by Luckie Lovette
McClymonds students were angered but not surprised to learn that nearly 60 percent of police stops in Oakland during 2013 were directed at African Americans.
“I feel that we shouldn’t be targeted just because the police believe that African Americans contribute to a high rate of crime, and police shouldn’t suspect us of a crime just because of our skin color,” said Selena Williams, a senior.
According to the data released by the Oakland police, Blacks are stopped and searched by Oakland police at a rate of 62 percent while they make up just 28 percent of the city’s population. The report also shows that although Blacks were more likely to be stopped, they were no more likely than any other racial group to be found with illegal drugs or weapons.
The data also show that Oakland police are more likely to arrest Blacks on suspicion of felony charges during a stop.
“To be honest, it’s pretty sad,” said Kendall Page, a senior. “They make fun of us; basically everyone is laughing at us because of the racial profiling problem.”
The report, which presents stop-and-search figures from last April through December, was ordered as part of the negotiated settlement of a civil rights lawsuit over a decade ago, which stemmed from the Riders scandal that alleged police brutality and other forms of misconduct.
“I feel it’s really racist that they are targeting black people,” said Taivion Foster, a sophomore.
Oakland Interim Police Chief Sean Went said in a letter that the figures in the report are reflective of “the situation in many U.S. cities and speaks to the need for systemic changes throughout our communities.”
“We are committed to working toward an Oakland that ensures equal opportunities, protections and successes for all,” he wrote.
John Burris, one of the civil rights attorneys who worked on the Riders case, in which four Oakland police officers were randomly beating and detaining Blacks in Oakland in early 2000, told reporters yesterday that he was not surprised by the findings.
“It’s disappointing, but we’ve always suspected this to be true,” he said.
“I’m hopeful the data will get analyzed in such a way that we can find out whether there’s implicit bias in law enforcement,” Burris said.
The report said that Hispanics were stopped and searched by Oakland police at a rate of 17 percent, whites at 12 percent, Asians at 6 percent.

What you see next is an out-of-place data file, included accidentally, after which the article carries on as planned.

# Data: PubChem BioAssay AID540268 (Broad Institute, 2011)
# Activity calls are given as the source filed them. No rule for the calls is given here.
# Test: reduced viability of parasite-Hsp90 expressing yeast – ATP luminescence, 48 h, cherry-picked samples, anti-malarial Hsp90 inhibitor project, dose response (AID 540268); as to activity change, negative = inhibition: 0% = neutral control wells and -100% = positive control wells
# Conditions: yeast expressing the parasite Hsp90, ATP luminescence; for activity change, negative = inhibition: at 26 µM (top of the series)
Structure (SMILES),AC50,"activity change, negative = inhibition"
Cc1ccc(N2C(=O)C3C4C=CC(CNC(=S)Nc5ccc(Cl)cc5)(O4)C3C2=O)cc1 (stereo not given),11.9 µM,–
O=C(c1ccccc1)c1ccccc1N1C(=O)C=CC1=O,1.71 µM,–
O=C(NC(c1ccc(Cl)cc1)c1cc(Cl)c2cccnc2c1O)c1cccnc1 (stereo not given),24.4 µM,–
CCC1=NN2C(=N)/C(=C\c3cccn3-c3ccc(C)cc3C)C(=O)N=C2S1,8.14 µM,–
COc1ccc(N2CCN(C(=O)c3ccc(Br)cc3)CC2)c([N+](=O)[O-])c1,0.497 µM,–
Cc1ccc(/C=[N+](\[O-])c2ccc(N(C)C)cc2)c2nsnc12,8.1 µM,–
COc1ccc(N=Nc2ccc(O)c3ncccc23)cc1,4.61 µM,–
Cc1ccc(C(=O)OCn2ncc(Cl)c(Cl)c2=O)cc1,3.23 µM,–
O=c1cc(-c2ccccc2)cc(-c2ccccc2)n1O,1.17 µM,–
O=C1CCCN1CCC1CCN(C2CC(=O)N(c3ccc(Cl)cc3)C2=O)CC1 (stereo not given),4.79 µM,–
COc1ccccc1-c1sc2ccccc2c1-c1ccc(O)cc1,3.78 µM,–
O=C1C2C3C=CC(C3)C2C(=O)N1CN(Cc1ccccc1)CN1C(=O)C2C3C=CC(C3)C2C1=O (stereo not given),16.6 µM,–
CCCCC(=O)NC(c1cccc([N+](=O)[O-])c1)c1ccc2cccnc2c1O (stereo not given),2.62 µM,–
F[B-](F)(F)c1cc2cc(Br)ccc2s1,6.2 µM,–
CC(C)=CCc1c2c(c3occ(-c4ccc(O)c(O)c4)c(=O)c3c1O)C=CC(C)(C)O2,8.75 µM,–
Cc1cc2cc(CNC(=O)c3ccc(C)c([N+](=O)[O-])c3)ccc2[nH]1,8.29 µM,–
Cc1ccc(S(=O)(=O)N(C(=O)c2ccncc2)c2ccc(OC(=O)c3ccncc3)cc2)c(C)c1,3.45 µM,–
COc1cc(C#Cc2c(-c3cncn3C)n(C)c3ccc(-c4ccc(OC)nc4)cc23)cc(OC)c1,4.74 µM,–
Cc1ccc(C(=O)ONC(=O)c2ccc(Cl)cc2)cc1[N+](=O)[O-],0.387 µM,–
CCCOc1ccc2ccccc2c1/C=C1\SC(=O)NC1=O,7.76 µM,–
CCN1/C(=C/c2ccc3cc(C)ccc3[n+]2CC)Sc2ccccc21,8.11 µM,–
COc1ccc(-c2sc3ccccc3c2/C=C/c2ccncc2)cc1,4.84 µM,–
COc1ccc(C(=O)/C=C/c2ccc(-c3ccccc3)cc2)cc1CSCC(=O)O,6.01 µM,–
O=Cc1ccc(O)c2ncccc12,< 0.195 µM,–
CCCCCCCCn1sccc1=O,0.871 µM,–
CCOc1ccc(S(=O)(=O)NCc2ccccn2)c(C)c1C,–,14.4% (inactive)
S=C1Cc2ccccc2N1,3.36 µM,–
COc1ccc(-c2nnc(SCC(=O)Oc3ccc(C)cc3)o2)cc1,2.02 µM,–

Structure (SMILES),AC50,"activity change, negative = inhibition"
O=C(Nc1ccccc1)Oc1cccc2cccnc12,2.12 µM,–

Former McClymonds student Frenswa Raynor, 16 and African American, was shot in the face last year by a veteran police officer in downtown Oakland because he was thought to have been armed, but was later found out to be unarmed and innocent. Burris represented him.
Will New Gun Laws in Oakland Make Mack School Students Safer?
by Anthony Beron
Will tracking guns reduce violence? Or is this just another unworkable solution?
In Oakland, guns appear and multiply. And get used, over and over again.
At McClymonds, students feel mixed about the effectiveness of proposed assembly bill number 180, sponsored by Rob Bonta, D-Alameda that allows the city of Oakland to pass its own gun regulations. Would it have any impact on the street violence that Mack students witness?
“As younger people in the streets get guns, they don’t wanna settle out a fight with their hands- they just kill with a gun,” declares a solemn-looking Lee Benson.
Gun control remains a major problem in Oakland, especially West Oakland. Five McClymonds High students and alumni were shot in 2012, which is just a fraction of the 1,594 total shooting victims in Oakland last year.
Three hundred and sixty crimes occur per square mile in the “hella” city, which is 320 above the national median according to the website neighborhoodscout. The Business Insider ranked Oakland as the second most dangerous city in the United States as of 2012.
“The main problem with this is if we track guns that will just give people another reason to use them more quickly,” argued Kardel Howard, “they’re defiant, and there’ll be more violent if rules and deadlines are forced onto them.”
Others feel that you just do the math. “Less guns means less violence,” said Jacob Miles, Mack senior.
“’The opponents like to paint it as some unreasonable restriction on gun ownership,’” said California senator Darrell Steinberg to the Sacramento Bee. “’And these bills are anything but. They are drawing a very careful distinction between gun ownership for sport, hunting and even self-defense – versus these guns that by definition fire dozens or hundreds of rounds indiscriminately and kill people.’”
Will restrictions work? We will see when (if) this new proposed assembly bill is signed by Governor Jerry Brown by October 13th.
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